Tax Planning

For those of you who have wondered “What exactly is tax planning?” I’ve attached a few examples.

 

The first example demonstrates how to get more deductions by timing them carefully. You are entitled to deduct the greater of the standard deduction for your filing status (this example assumes Married Filing Joint) or itemized deductions. In Texas, real estate taxes are due by January 31, but most people pay them in December to take the deduction in the current year. By paying the 2014 taxes in January 2015, and paying the 2015 taxes in December 2015, you can reach the “better” plan, and by saving your contributions for 2014 until 2015, and then paying 2015 contributions in 2015, you get the “best” plan. So, economically, you are spending the exact same amount on real estate taxes and contributions, the only question is how much tax you can save by paying them in groups.

 

Timing your itemized deductions
Normal plan: 2014 2015 2 year total
Standard Deduction (Married filing joint)         12,400          12,600
or
Itemized Deductions
Mortgage Interest           6,500            6,500
Real Estate Taxes           4,000            4,000
Contributions           1,500            1,500
Total         12,000          12,000
Taken on return (larger of Std Deduction or Itemized)         12,400          12,600               25,000
Better plan:
2014 2015
Standard Deduction (Married filing joint)         12,400          12,600
or
Itemized Deductions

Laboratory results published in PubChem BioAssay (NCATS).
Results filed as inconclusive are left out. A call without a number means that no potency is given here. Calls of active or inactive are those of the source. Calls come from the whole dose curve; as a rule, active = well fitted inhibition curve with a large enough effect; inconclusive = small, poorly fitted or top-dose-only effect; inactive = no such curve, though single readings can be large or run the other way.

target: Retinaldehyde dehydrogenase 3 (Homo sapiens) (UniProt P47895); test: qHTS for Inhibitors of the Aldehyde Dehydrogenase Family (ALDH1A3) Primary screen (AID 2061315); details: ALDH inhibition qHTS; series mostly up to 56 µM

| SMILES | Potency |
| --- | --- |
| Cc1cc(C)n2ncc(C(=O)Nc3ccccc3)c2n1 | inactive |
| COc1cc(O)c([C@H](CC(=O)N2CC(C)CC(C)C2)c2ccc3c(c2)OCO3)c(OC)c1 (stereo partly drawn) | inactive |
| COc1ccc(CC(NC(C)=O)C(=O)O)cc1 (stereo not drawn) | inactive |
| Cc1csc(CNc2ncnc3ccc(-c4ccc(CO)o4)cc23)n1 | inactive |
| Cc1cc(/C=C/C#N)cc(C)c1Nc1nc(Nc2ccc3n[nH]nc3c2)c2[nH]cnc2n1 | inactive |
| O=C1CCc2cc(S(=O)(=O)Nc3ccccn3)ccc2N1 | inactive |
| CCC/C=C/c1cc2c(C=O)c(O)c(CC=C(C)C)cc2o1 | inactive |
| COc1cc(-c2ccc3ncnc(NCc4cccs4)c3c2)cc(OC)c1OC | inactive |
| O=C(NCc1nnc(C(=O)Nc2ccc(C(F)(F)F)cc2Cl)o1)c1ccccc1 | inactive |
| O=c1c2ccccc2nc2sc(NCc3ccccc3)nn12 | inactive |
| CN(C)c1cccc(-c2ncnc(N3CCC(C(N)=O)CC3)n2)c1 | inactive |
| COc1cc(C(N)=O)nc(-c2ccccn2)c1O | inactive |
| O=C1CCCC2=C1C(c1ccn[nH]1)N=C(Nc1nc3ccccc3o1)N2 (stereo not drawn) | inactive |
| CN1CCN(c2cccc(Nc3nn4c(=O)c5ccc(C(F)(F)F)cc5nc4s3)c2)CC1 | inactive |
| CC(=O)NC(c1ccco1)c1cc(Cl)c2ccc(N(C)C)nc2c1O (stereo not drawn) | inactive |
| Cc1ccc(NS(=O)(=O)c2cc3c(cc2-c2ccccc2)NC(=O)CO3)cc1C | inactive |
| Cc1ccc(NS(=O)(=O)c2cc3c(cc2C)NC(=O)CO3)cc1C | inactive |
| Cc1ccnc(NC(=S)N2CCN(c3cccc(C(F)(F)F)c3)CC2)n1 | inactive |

Mortgage Interest           6,500            6,500
Real Estate Taxes (pay in Jan 2015 and Dec 2015)                 –            8,000
Contributions           1,500            1,500
Total           8,000          16,000
Taken on return (larger of Std Deduction or Itemized)         12,400          16,000               28,400
Additional deductions (28,400-25,000)                 3,400
Tax savings at 28%                    952
Best plan:
2014 2015
Standard Deduction (Married filing joint)         12,400          12,600
or
Itemized Deductions
Mortgage Interest           6,500            6,500
Real Estate Taxes (pay in Jan 2015 and Dec 2015)                 –            8,000
Contributions (pay in Jan 2015 and Dec 2015)            3,000
Total           6,500          17,500
Taken on return (larger of Std Deduction or Itemized)         12,400          17,500               29,900
Additional deductions (29,900-25,000)                 4,900
Tax savings at 28%                 1,372

The next example is timing of capital gains and losses. When you take them (i.e., when you actually sell the stock) can make a world of difference.


Capital Gains Timing
Example:
Stock 1 Stock 2 Total Tax
Purchased stock November 2014  $     10,000  $     10,000  $     20,000
Current value December 2015  $       7,000  $     13,000  $     20,000
Potential Gain/(loss)  $     (3,000)  $       3,000  $            –
If you sell both in Dec 2015
Taxable gain  $            –
Tax  $        –
or
Sell Stock 1 in Dec 2015 and
Sell Stock 2 in Jan 2016
Loss in 2015  $     (3,000)
Tax savings at 28%  $         840  $      840
Gain in 2016  $       3,000
Taxed at capital gains rate of 15%  $        (450)  $    (450)
Net savings from splitting gains/losses over 2 years  $      390